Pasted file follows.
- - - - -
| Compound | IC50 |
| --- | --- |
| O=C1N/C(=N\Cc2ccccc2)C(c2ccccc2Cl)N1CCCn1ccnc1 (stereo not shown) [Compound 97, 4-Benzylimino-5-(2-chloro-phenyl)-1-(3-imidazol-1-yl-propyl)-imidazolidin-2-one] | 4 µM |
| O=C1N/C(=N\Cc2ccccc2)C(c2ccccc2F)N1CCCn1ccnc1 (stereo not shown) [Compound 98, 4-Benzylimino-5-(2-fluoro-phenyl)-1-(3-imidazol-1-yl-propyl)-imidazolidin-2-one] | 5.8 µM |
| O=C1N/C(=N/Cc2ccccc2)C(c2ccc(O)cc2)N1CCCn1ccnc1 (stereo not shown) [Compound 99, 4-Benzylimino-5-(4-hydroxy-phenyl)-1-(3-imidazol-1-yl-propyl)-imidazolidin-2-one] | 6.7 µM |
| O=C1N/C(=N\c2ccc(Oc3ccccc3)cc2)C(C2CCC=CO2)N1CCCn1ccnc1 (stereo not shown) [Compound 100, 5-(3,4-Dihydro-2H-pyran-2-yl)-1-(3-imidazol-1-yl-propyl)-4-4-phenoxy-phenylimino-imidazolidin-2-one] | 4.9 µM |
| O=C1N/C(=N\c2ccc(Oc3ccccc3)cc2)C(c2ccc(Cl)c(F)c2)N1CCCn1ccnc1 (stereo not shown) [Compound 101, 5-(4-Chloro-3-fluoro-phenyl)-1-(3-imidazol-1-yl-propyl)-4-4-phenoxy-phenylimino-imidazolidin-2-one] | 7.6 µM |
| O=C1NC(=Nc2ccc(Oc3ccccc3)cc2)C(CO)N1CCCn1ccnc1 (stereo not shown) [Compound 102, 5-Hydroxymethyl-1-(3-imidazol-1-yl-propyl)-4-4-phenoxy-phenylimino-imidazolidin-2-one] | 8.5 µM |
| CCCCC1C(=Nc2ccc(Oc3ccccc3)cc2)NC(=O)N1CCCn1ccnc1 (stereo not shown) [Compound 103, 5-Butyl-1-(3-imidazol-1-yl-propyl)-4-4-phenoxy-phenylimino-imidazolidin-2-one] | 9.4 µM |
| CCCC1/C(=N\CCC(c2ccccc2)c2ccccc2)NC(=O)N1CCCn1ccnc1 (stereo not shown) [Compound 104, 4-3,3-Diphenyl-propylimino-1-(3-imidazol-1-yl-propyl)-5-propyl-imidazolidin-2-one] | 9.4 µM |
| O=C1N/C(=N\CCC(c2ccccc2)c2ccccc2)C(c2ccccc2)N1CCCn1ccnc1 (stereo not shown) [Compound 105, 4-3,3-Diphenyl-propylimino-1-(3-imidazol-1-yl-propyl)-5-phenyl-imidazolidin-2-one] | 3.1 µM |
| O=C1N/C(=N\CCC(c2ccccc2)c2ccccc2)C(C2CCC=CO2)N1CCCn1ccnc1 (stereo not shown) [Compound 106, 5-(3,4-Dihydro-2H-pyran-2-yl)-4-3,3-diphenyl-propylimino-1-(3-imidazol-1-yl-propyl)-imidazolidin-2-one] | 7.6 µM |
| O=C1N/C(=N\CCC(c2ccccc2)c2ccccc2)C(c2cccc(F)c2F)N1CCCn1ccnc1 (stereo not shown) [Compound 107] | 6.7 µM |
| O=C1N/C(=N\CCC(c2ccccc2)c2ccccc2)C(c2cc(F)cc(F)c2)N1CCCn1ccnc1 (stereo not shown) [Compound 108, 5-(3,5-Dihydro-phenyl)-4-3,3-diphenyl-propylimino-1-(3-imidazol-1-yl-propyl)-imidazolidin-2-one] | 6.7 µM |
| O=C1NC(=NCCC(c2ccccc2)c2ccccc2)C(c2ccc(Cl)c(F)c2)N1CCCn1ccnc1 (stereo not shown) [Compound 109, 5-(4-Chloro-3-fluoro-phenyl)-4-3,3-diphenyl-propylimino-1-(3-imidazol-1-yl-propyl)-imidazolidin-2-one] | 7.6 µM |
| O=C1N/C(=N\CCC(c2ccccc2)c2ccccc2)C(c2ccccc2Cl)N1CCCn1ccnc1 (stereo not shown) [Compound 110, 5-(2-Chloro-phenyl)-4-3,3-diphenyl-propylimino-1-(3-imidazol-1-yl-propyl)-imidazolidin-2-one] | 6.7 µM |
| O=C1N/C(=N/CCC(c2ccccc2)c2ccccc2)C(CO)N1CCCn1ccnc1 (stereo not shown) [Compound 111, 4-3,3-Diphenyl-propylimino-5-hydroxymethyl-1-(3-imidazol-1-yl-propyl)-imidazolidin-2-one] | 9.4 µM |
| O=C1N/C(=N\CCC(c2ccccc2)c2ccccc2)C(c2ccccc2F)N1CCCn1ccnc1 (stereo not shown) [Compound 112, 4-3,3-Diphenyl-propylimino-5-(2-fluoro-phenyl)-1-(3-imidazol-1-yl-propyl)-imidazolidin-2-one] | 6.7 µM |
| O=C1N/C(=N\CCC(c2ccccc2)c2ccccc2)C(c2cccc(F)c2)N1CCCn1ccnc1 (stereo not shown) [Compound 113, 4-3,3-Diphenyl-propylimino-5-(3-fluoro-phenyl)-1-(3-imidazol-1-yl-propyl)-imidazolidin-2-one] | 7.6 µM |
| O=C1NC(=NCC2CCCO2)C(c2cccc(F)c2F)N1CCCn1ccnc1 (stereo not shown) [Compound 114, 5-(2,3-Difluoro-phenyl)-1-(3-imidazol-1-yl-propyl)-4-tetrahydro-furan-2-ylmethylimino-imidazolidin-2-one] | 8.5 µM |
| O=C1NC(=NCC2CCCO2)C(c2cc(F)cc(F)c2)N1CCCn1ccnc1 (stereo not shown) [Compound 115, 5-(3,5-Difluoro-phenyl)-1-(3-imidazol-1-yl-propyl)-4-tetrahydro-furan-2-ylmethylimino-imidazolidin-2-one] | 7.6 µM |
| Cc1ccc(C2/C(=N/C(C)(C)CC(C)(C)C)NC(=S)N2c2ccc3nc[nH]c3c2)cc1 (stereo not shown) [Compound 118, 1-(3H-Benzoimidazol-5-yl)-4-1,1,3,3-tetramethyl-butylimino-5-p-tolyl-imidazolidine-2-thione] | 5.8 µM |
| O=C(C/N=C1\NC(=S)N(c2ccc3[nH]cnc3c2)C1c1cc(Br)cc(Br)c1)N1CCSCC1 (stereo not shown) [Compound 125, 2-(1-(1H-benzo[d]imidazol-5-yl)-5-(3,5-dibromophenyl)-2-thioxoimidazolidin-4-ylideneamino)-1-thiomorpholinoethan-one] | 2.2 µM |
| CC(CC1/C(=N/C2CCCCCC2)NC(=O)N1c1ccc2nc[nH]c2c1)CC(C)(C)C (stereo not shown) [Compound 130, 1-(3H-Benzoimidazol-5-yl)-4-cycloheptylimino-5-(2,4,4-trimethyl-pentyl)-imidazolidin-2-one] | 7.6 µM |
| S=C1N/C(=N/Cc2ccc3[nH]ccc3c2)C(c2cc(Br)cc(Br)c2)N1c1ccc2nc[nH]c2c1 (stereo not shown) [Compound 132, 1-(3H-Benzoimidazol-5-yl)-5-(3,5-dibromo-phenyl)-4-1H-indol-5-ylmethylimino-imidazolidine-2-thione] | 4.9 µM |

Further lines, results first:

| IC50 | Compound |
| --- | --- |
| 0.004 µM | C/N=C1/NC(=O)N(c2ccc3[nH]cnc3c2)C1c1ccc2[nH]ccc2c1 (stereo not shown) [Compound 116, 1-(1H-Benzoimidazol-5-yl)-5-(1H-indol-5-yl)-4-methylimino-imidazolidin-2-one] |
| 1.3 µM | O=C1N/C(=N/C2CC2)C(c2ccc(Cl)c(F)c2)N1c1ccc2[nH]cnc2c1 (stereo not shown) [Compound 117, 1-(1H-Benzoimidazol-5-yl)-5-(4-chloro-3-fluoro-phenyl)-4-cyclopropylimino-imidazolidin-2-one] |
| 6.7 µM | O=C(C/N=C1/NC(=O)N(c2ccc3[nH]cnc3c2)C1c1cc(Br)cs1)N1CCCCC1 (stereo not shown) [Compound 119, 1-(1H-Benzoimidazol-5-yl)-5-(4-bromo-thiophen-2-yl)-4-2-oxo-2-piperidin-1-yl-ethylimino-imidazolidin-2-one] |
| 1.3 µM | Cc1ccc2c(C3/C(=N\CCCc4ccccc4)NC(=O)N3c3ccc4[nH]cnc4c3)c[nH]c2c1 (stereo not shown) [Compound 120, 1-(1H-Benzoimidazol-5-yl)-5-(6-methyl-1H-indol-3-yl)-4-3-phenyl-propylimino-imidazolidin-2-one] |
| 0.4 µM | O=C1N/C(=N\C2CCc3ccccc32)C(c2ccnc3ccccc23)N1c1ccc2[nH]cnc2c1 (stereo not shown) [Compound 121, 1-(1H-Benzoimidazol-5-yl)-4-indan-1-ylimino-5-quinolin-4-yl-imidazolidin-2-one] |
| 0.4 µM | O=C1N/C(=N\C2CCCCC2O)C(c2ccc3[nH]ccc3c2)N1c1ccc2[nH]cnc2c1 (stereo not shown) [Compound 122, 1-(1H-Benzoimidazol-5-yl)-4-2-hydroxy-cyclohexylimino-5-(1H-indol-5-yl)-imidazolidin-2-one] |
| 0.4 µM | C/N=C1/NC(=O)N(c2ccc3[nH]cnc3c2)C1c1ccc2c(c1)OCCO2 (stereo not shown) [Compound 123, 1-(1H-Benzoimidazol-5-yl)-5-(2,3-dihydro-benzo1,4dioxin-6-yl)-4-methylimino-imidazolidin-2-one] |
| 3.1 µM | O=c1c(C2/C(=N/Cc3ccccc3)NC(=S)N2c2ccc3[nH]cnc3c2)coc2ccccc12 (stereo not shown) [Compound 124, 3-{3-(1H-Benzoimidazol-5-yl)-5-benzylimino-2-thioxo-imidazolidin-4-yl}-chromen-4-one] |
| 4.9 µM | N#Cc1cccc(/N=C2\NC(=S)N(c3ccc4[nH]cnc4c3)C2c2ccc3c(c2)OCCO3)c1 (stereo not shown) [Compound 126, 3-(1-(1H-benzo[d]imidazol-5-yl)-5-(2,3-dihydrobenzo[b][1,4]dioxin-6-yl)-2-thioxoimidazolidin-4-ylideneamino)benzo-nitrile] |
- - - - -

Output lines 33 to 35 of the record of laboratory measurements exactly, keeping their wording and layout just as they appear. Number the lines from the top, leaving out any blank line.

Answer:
| 0.4 µM | O=C1N/C(=N\C2CCc3ccccc32)C(c2ccnc3ccccc23)N1c1ccc2[nH]cnc2c1 (stereo not shown) [Compound 121, 1-(1H-Benzoimidazol-5-yl)-4-indan-1-ylimino-5-quinolin-4-yl-imidazolidin-2-one] |
| 0.4 µM | O=C1N/C(=N\C2CCCCC2O)C(c2ccc3[nH]ccc3c2)N1c1ccc2[nH]cnc2c1 (stereo not shown) [Compound 122, 1-(1H-Benzoimidazol-5-yl)-4-2-hydroxy-cyclohexylimino-5-(1H-indol-5-yl)-imidazolidin-2-one] |
| 0.4 µM | C/N=C1/NC(=O)N(c2ccc3[nH]cnc3c2)C1c1ccc2c(c1)OCCO2 (stereo not shown) [Compound 123, 1-(1H-Benzoimidazol-5-yl)-5-(2,3-dihydro-benzo1,4dioxin-6-yl)-4-methylimino-imidazolidin-2-one] |